STEVE INSKEEP, HOST:
In this country, the House of Representatives is not ready to challenge a long-standing U.S. law on abortion. It's a ban more than 40 years old on most federal funding for abortions. Democrats running for president have denounced this ban, but the Democrats who control the House are preparing to pass a spending bill extending it. Here's NPR congressional reporter Kelsey Snell.
KELSEY SNELL, BYLINE: Democrats running for president in 2020 are clear. Their party's nominee will defend abortion rights, including ending the 43-year-old ban on federal funding for abortions known as the Hyde Amendment.
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ELIZABETH WARREN: I don't support the Hyde Amendment, and I will lead the fight to have it overturned.
KAMALA HARRIS: And the bottom line on the Hyde Amendment is that it is directly, in effect, targeting poor women.
JOE BIDEN: If I believe health care is a right, as I do, I can no longer support an amendment that makes that right dependent on someone's ZIP code.
SNELL: Those were presidential candidates Elizabeth Warren, Kamala Harris and Joe Biden in recent weeks. But back in Washington, House Democrats say it's not that easy. The Hyde Amendment was first adopted in 1976 in a bipartisan vote by lawmakers who opposed using taxpayer money for abortions. Named for its author, Republican Congressman Henry Hyde, the ban was a response to Roe v. Wade, which was decided three years earlier.
Since then, it's been baked into spending bills that fund the Department of Health and Human Services. That bill includes major Democratic priorities, including more than $2 billion for Alzheimer's research and more than $3 billion to fight AIDS. And that is reality, as House Speaker Nancy Pelosi told an audience at an event in Washington this week.
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NANCY PELOSI: I don't think it's good public policy, and I wish we never had the Hyde Amendment. But that is the law of the land right now, and I don't see that there's an opportunity to get rid of it with the current occupant of the White House and some in the United States Senate.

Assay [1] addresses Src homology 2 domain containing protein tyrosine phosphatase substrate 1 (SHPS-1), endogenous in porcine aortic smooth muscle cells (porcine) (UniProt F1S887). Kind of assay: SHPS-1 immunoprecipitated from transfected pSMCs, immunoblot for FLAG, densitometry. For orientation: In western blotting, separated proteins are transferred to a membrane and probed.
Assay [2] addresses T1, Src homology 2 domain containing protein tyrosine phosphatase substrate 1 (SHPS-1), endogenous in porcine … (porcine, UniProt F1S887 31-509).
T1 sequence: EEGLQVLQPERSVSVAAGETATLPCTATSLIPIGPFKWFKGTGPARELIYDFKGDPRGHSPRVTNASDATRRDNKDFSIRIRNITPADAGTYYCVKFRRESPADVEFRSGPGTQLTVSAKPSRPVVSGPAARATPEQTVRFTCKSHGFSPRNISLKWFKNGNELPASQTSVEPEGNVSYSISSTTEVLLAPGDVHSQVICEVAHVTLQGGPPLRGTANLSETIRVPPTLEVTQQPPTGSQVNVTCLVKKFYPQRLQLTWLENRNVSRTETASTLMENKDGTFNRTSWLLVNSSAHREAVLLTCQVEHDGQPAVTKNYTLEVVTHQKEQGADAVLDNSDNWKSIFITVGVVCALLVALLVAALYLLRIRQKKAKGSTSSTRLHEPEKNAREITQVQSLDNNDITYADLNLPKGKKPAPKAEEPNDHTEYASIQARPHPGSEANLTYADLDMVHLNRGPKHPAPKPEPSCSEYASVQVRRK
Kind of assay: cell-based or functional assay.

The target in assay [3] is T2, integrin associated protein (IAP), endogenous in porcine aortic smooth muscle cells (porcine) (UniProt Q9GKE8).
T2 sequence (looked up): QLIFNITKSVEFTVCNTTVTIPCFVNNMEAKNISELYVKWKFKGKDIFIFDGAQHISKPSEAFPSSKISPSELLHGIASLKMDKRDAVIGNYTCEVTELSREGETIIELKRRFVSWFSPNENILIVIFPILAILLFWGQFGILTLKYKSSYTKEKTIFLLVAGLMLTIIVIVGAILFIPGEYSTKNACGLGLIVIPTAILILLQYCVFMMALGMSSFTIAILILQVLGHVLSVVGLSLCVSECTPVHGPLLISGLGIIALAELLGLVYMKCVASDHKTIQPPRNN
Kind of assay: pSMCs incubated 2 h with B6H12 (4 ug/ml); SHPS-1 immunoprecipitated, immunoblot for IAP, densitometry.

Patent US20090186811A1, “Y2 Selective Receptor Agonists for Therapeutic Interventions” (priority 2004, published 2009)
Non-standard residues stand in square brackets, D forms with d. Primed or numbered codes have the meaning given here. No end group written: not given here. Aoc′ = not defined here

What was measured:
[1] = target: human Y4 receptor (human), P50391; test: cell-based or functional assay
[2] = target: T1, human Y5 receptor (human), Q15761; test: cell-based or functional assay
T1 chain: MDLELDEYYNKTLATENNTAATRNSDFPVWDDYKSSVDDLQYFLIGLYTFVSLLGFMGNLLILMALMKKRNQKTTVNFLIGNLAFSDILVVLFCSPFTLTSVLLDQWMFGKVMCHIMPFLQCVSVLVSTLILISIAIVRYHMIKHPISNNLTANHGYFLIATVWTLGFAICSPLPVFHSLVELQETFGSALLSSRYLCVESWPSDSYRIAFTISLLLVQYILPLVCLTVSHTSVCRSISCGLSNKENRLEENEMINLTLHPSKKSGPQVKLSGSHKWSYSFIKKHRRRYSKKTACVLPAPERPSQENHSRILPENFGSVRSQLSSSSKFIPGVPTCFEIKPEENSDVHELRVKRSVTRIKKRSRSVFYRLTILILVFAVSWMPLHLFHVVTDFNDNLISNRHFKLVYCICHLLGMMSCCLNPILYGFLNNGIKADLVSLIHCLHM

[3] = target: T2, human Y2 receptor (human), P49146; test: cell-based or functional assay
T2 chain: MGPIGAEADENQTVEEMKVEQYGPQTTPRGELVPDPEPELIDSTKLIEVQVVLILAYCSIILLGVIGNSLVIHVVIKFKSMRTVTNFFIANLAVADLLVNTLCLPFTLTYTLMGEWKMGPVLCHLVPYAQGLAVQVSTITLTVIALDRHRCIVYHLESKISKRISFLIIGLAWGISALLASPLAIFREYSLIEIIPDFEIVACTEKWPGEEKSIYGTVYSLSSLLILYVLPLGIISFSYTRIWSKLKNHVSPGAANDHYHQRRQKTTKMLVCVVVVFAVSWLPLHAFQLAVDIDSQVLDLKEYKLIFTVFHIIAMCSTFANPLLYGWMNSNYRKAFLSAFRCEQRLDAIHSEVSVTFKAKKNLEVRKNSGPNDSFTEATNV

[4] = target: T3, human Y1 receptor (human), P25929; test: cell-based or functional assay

SNELL: That is why leaders tamped down an effort by freshman Democrat Ayanna Pressley to strip the Hyde Amendment from this year's spending bill. House Progressive Caucus Chair Pramila Jayapal says she wishes Hyde didn't exist. She says the party is now overwhelmingly in favor of abortion rights, but spending bills need bipartisan support to avoid another government shutdown.
PRAMILA JAYAPAL: You know, we are where we are. People don't want to throw that in into an appropriations bill that has to go to a Republican Senate and be signed by a Republican president.
SNELL: Democrats in Congress acknowledge that presidential candidates have to take a stand. Biden was recently forced to come out against Hyde after abortion rights supporters, including other Democrats, attacked the former vice president for publicly backing the ban. And House Democratic Caucus Chairman Hakeem Jeffries says a lot of candidates running for president have faced the same dilemma.
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HAKEEM JEFFRIES: I believe that every single candidate for president who served in either the House or the Senate - every single one of them voted for an appropriations bill that contains the Hyde Amendment.
SNELL: That includes Harris, Biden, Warren and nearly a dozen other candidates. In an interview this week with the NPR Politics Podcast, Harris rejected that characterization.
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HARRIS: Let's be clear. I've not voted for the Hyde Amendment. The Hyde Amendment is the law, and so it has been attached to other funding bills. And until we repeal it, which is what I am in favor of, it will be attached to federal government funding bills. That's the problem with the Hyde Amendment.
SNELL: Sitting lawmakers like Harris will have to decide if they're willing to risk a shutdown fight over federal money for abortion when the spending bills come up for a vote later this year. Kelsey Snell, NPR News, the Capitol.
(SOUNDBITE OF BRIAN ENO AND KARL HYDE SONG, "TO US ALL")
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